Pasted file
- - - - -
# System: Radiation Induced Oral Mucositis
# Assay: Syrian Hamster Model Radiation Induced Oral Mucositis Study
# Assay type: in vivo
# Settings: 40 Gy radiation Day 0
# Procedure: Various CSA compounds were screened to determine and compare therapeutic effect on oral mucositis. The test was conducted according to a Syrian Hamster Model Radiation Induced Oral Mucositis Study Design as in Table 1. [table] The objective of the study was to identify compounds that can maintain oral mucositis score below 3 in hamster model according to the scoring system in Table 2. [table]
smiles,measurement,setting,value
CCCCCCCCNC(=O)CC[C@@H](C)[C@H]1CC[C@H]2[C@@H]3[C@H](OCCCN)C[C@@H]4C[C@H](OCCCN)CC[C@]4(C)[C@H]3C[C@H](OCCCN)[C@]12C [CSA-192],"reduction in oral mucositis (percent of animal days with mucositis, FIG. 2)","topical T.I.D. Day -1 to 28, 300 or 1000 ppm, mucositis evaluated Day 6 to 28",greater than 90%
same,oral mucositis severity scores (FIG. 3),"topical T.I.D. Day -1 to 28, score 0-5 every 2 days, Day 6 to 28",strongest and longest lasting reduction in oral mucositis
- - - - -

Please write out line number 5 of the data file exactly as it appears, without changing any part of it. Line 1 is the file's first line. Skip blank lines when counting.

# Procedure: Various CSA compounds were screened to determine and compare therapeutic effect on oral mucositis. The test was conducted according to a Syrian Hamster Model Radiation Induced Oral Mucositis Study Design as in Table 1. [table] The objective of the study was to identify compounds that can maintain oral mucositis score below 3 in hamster model according to the scoring system in Table 2. [table]